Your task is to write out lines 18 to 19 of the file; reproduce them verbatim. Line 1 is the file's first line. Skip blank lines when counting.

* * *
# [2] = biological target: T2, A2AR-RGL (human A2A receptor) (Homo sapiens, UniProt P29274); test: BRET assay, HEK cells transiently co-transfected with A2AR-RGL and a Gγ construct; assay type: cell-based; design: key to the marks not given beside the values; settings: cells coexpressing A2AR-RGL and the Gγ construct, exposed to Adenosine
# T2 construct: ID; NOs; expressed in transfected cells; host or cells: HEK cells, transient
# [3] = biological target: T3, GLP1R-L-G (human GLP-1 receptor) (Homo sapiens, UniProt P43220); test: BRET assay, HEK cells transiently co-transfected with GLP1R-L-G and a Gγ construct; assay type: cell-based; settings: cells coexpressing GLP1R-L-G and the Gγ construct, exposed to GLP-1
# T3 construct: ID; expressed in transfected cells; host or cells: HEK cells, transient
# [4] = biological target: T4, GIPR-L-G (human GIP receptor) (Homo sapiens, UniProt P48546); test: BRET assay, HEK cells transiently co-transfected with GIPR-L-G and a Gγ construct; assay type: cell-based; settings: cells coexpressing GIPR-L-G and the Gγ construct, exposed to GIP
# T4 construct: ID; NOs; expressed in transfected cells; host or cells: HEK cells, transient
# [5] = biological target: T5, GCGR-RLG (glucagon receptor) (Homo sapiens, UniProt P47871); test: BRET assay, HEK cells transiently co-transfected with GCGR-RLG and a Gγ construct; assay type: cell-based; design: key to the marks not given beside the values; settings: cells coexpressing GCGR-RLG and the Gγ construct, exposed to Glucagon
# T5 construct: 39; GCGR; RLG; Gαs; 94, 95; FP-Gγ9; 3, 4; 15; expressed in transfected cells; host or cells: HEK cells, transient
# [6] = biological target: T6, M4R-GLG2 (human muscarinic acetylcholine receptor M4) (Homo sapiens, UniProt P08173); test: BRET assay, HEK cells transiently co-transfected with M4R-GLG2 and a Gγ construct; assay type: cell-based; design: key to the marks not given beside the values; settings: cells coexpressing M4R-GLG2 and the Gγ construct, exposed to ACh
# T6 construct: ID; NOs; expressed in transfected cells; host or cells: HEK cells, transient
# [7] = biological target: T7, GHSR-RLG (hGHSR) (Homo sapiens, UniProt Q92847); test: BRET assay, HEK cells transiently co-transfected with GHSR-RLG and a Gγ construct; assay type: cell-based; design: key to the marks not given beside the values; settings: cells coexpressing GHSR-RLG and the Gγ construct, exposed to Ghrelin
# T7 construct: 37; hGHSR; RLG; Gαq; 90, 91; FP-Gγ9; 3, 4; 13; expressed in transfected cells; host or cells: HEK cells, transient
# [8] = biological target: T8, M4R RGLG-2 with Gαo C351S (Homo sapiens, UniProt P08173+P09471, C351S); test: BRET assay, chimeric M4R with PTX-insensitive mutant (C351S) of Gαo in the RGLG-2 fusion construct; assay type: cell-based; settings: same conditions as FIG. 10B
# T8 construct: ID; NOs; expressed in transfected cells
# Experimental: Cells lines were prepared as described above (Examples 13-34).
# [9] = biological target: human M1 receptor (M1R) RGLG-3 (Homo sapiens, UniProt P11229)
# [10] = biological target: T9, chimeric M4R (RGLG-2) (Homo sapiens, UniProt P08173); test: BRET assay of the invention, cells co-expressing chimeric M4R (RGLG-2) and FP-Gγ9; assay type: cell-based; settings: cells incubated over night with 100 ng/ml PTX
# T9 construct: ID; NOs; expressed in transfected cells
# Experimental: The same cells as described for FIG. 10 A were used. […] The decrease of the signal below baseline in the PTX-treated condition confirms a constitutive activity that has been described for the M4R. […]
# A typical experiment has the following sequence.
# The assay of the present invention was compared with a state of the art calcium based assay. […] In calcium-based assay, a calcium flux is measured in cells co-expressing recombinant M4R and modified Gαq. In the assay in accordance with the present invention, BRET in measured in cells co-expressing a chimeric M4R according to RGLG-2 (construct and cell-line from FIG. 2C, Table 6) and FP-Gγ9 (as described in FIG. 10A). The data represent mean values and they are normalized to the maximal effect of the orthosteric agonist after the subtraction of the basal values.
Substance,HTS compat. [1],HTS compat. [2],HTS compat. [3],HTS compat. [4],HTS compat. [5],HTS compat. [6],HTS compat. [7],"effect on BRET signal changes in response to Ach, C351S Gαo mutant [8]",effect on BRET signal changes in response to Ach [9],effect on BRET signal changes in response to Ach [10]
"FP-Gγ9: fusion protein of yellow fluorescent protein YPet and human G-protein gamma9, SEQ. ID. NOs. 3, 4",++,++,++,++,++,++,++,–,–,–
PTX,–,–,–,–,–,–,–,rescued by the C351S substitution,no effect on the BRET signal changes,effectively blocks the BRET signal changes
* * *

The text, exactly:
# T9 construct: ID; NOs; expressed in transfected cells
# Experimental: The same cells as described for FIG. 10 A were used. […] The decrease of the signal below baseline in the PTX-treated condition confirms a constitutive activity that has been described for the M4R. […]